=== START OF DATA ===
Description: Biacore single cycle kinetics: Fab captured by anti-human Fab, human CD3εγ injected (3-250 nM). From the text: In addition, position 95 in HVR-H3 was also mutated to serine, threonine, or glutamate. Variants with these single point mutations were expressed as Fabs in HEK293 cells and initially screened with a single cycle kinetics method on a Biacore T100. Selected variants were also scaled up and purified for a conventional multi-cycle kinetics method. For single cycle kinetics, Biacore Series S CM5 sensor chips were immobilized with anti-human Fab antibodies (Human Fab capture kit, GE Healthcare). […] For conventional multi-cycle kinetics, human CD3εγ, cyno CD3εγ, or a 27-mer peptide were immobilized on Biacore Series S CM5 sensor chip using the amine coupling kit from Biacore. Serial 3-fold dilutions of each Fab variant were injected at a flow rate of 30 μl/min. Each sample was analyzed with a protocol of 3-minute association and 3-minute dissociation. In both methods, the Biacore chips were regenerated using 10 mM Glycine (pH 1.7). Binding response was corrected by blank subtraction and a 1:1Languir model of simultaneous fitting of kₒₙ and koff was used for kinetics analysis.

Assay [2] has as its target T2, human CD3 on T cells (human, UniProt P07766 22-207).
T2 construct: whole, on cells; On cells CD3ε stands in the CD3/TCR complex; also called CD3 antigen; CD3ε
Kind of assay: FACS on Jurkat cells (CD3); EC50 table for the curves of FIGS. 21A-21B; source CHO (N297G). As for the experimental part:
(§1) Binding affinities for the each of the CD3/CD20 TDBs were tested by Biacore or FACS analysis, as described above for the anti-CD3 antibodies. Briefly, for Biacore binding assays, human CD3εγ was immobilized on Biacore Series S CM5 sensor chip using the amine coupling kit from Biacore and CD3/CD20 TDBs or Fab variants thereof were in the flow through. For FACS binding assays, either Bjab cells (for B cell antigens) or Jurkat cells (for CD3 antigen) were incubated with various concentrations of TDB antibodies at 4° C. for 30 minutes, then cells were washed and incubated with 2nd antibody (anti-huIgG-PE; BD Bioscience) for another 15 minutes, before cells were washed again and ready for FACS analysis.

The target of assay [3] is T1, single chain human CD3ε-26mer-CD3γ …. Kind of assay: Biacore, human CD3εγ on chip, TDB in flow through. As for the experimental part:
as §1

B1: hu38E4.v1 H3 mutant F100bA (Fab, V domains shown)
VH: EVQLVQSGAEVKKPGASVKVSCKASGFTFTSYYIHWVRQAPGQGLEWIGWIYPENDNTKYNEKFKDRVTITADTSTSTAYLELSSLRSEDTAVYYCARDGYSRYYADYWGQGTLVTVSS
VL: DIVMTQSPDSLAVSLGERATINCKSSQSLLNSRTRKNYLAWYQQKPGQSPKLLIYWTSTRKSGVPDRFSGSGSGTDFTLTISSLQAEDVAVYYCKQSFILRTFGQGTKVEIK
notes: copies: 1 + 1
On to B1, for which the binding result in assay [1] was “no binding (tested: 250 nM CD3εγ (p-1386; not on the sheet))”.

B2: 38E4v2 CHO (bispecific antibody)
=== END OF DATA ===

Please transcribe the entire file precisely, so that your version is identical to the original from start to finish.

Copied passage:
Description: Biacore single cycle kinetics: Fab captured by anti-human Fab, human CD3εγ injected (3-250 nM). From the text: In addition, position 95 in HVR-H3 was also mutated to serine, threonine, or glutamate. Variants with these single point mutations were expressed as Fabs in HEK293 cells and initially screened with a single cycle kinetics method on a Biacore T100. Selected variants were also scaled up and purified for a conventional multi-cycle kinetics method. For single cycle kinetics, Biacore Series S CM5 sensor chips were immobilized with anti-human Fab antibodies (Human Fab capture kit, GE Healthcare). […] For conventional multi-cycle kinetics, human CD3εγ, cyno CD3εγ, or a 27-mer peptide were immobilized on Biacore Series S CM5 sensor chip using the amine coupling kit from Biacore. Serial 3-fold dilutions of each Fab variant were injected at a flow rate of 30 μl/min. Each sample was analyzed with a protocol of 3-minute association and 3-minute dissociation. In both methods, the Biacore chips were regenerated using 10 mM Glycine (pH 1.7). Binding response was corrected by blank subtraction and a 1:1Languir model of simultaneous fitting of kₒₙ and koff was used for kinetics analysis.

Assay [2] has as its target T2, human CD3 on T cells (human, UniProt P07766 22-207).
T2 construct: whole, on cells; On cells CD3ε stands in the CD3/TCR complex; also called CD3 antigen; CD3ε
Kind of assay: FACS on Jurkat cells (CD3); EC50 table for the curves of FIGS. 21A-21B; source CHO (N297G). As for the experimental part:
(§1) Binding affinities for the each of the CD3/CD20 TDBs were tested by Biacore or FACS analysis, as described above for the anti-CD3 antibodies. Briefly, for Biacore binding assays, human CD3εγ was immobilized on Biacore Series S CM5 sensor chip using the amine coupling kit from Biacore and CD3/CD20 TDBs or Fab variants thereof were in the flow through. For FACS binding assays, either Bjab cells (for B cell antigens) or Jurkat cells (for CD3 antigen) were incubated with various concentrations of TDB antibodies at 4° C. for 30 minutes, then cells were washed and incubated with 2nd antibody (anti-huIgG-PE; BD Bioscience) for another 15 minutes, before cells were washed again and ready for FACS analysis.

The target of assay [3] is T1, single chain human CD3ε-26mer-CD3γ …. Kind of assay: Biacore, human CD3εγ on chip, TDB in flow through. As for the experimental part:
as §1

B1: hu38E4.v1 H3 mutant F100bA (Fab, V domains shown)
VH: EVQLVQSGAEVKKPGASVKVSCKASGFTFTSYYIHWVRQAPGQGLEWIGWIYPENDNTKYNEKFKDRVTITADTSTSTAYLELSSLRSEDTAVYYCARDGYSRYYADYWGQGTLVTVSS
VL: DIVMTQSPDSLAVSLGERATINCKSSQSLLNSRTRKNYLAWYQQKPGQSPKLLIYWTSTRKSGVPDRFSGSGSGTDFTLTISSLQAEDVAVYYCKQSFILRTFGQGTKVEIK
notes: copies: 1 + 1
On to B1, for which the binding result in assay [1] was “no binding (tested: 250 nM CD3εγ (p-1386; not on the sheet))”.

B2: 38E4v2 CHO (bispecific antibody)